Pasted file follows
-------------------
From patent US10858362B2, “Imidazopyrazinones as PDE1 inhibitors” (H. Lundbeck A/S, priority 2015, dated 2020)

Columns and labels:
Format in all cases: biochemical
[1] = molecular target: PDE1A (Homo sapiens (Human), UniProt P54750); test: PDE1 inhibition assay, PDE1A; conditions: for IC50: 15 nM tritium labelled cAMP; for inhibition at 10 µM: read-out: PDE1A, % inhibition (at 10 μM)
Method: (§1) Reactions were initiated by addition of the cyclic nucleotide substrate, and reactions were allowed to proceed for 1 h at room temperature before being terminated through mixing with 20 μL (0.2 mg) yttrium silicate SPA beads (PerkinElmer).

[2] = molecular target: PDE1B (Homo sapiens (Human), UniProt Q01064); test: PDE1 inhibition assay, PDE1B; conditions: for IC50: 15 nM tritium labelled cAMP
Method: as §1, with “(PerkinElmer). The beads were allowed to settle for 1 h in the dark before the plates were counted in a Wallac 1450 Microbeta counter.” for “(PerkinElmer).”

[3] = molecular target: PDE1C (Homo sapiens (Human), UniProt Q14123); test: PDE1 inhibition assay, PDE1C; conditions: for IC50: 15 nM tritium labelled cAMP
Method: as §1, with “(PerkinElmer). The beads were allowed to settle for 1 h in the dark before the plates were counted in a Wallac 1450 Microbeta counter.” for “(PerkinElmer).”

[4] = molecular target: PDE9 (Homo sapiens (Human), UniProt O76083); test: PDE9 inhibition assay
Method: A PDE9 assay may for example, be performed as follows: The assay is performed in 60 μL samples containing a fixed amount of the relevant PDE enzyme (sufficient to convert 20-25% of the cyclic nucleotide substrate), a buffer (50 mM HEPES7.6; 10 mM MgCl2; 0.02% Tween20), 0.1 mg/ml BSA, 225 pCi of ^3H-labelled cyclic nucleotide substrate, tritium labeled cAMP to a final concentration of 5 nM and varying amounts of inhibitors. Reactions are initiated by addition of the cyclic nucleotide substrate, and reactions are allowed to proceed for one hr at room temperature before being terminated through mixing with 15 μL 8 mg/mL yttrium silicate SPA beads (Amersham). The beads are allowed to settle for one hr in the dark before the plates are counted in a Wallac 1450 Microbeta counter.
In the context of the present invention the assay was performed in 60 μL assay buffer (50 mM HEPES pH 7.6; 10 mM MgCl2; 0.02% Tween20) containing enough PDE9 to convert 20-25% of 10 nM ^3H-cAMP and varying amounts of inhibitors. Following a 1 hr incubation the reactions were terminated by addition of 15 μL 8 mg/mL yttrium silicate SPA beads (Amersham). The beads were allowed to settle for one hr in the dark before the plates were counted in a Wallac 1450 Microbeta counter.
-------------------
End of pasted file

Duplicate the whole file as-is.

From patent US10858362B2, “Imidazopyrazinones as PDE1 inhibitors” (H. Lundbeck A/S, priority 2015, dated 2020)

Columns and labels:
Format in all cases: biochemical
[1] = molecular target: PDE1A (Homo sapiens (Human), UniProt P54750); test: PDE1 inhibition assay, PDE1A; conditions: for IC50: 15 nM tritium labelled cAMP; for inhibition at 10 µM: read-out: PDE1A, % inhibition (at 10 μM)
Method: (§1) Reactions were initiated by addition of the cyclic nucleotide substrate, and reactions were allowed to proceed for 1 h at room temperature before being terminated through mixing with 20 μL (0.2 mg) yttrium silicate SPA beads (PerkinElmer).

[2] = molecular target: PDE1B (Homo sapiens (Human), UniProt Q01064); test: PDE1 inhibition assay, PDE1B; conditions: for IC50: 15 nM tritium labelled cAMP
Method: as §1, with “(PerkinElmer). The beads were allowed to settle for 1 h in the dark before the plates were counted in a Wallac 1450 Microbeta counter.” for “(PerkinElmer).”

[3] = molecular target: PDE1C (Homo sapiens (Human), UniProt Q14123); test: PDE1 inhibition assay, PDE1C; conditions: for IC50: 15 nM tritium labelled cAMP
Method: as §1, with “(PerkinElmer). The beads were allowed to settle for 1 h in the dark before the plates were counted in a Wallac 1450 Microbeta counter.” for “(PerkinElmer).”

[4] = molecular target: PDE9 (Homo sapiens (Human), UniProt O76083); test: PDE9 inhibition assay
Method: A PDE9 assay may for example, be performed as follows: The assay is performed in 60 μL samples containing a fixed amount of the relevant PDE enzyme (sufficient to convert 20-25% of the cyclic nucleotide substrate), a buffer (50 mM HEPES7.6; 10 mM MgCl2; 0.02% Tween20), 0.1 mg/ml BSA, 225 pCi of ^3H-labelled cyclic nucleotide substrate, tritium labeled cAMP to a final concentration of 5 nM and varying amounts of inhibitors. Reactions are initiated by addition of the cyclic nucleotide substrate, and reactions are allowed to proceed for one hr at room temperature before being terminated through mixing with 15 μL 8 mg/mL yttrium silicate SPA beads (Amersham). The beads are allowed to settle for one hr in the dark before the plates are counted in a Wallac 1450 Microbeta counter.
In the context of the present invention the assay was performed in 60 μL assay buffer (50 mM HEPES pH 7.6; 10 mM MgCl2; 0.02% Tween20) containing enough PDE9 to convert 20-25% of 10 nM ^3H-cAMP and varying amounts of inhibitors. Following a 1 hr incubation the reactions were terminated by addition of 15 μL 8 mg/mL yttrium silicate SPA beads (Amersham). The beads were allowed to settle for one hr in the dark before the plates were counted in a Wallac 1450 Microbeta counter.